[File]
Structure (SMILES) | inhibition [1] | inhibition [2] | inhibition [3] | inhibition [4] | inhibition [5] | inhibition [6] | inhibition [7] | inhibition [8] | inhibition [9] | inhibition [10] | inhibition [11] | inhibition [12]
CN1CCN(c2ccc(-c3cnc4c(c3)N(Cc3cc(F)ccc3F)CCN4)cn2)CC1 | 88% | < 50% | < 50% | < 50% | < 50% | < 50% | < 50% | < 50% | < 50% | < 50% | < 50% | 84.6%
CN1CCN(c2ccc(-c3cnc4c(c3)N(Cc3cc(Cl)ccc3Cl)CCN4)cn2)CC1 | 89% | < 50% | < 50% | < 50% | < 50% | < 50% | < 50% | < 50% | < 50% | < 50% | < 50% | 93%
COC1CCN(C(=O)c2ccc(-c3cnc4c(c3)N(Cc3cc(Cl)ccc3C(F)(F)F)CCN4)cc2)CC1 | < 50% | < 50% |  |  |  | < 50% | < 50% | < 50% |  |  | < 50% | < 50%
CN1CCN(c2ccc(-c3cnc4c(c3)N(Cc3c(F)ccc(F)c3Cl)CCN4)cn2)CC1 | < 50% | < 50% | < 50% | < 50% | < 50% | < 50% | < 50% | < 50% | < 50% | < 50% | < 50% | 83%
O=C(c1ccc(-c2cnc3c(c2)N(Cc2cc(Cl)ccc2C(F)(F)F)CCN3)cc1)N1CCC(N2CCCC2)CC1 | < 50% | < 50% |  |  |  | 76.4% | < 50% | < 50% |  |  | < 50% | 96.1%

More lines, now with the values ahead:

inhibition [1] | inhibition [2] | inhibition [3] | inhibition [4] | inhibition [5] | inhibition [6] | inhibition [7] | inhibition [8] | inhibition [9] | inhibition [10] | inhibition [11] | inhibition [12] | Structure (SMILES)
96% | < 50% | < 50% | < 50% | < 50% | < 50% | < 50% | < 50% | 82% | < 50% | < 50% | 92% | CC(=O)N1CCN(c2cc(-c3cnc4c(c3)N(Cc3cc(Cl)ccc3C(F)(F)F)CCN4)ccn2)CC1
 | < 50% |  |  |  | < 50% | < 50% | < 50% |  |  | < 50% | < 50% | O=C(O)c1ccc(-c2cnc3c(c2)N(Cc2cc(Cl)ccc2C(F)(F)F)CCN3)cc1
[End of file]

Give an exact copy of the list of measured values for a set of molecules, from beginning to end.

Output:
Structure (SMILES) | inhibition [1] | inhibition [2] | inhibition [3] | inhibition [4] | inhibition [5] | inhibition [6] | inhibition [7] | inhibition [8] | inhibition [9] | inhibition [10] | inhibition [11] | inhibition [12]
CN1CCN(c2ccc(-c3cnc4c(c3)N(Cc3cc(F)ccc3F)CCN4)cn2)CC1 | 88% | < 50% | < 50% | < 50% | < 50% | < 50% | < 50% | < 50% | < 50% | < 50% | < 50% | 84.6%
CN1CCN(c2ccc(-c3cnc4c(c3)N(Cc3cc(Cl)ccc3Cl)CCN4)cn2)CC1 | 89% | < 50% | < 50% | < 50% | < 50% | < 50% | < 50% | < 50% | < 50% | < 50% | < 50% | 93%
COC1CCN(C(=O)c2ccc(-c3cnc4c(c3)N(Cc3cc(Cl)ccc3C(F)(F)F)CCN4)cc2)CC1 | < 50% | < 50% |  |  |  | < 50% | < 50% | < 50% |  |  | < 50% | < 50%
CN1CCN(c2ccc(-c3cnc4c(c3)N(Cc3c(F)ccc(F)c3Cl)CCN4)cn2)CC1 | < 50% | < 50% | < 50% | < 50% | < 50% | < 50% | < 50% | < 50% | < 50% | < 50% | < 50% | 83%
O=C(c1ccc(-c2cnc3c(c2)N(Cc2cc(Cl)ccc2C(F)(F)F)CCN3)cc1)N1CCC(N2CCCC2)CC1 | < 50% | < 50% |  |  |  | 76.4% | < 50% | < 50% |  |  | < 50% | 96.1%

More lines, now with the values ahead:

inhibition [1] | inhibition [2] | inhibition [3] | inhibition [4] | inhibition [5] | inhibition [6] | inhibition [7] | inhibition [8] | inhibition [9] | inhibition [10] | inhibition [11] | inhibition [12] | Structure (SMILES)
96% | < 50% | < 50% | < 50% | < 50% | < 50% | < 50% | < 50% | 82% | < 50% | < 50% | 92% | CC(=O)N1CCN(c2cc(-c3cnc4c(c3)N(Cc3cc(Cl)ccc3C(F)(F)F)CCN4)ccn2)CC1
 | < 50% |  |  |  | < 50% | < 50% | < 50% |  |  | < 50% | < 50% | O=C(O)c1ccc(-c2cnc3c(c2)N(Cc2cc(Cl)ccc2C(F)(F)F)CCN3)cc1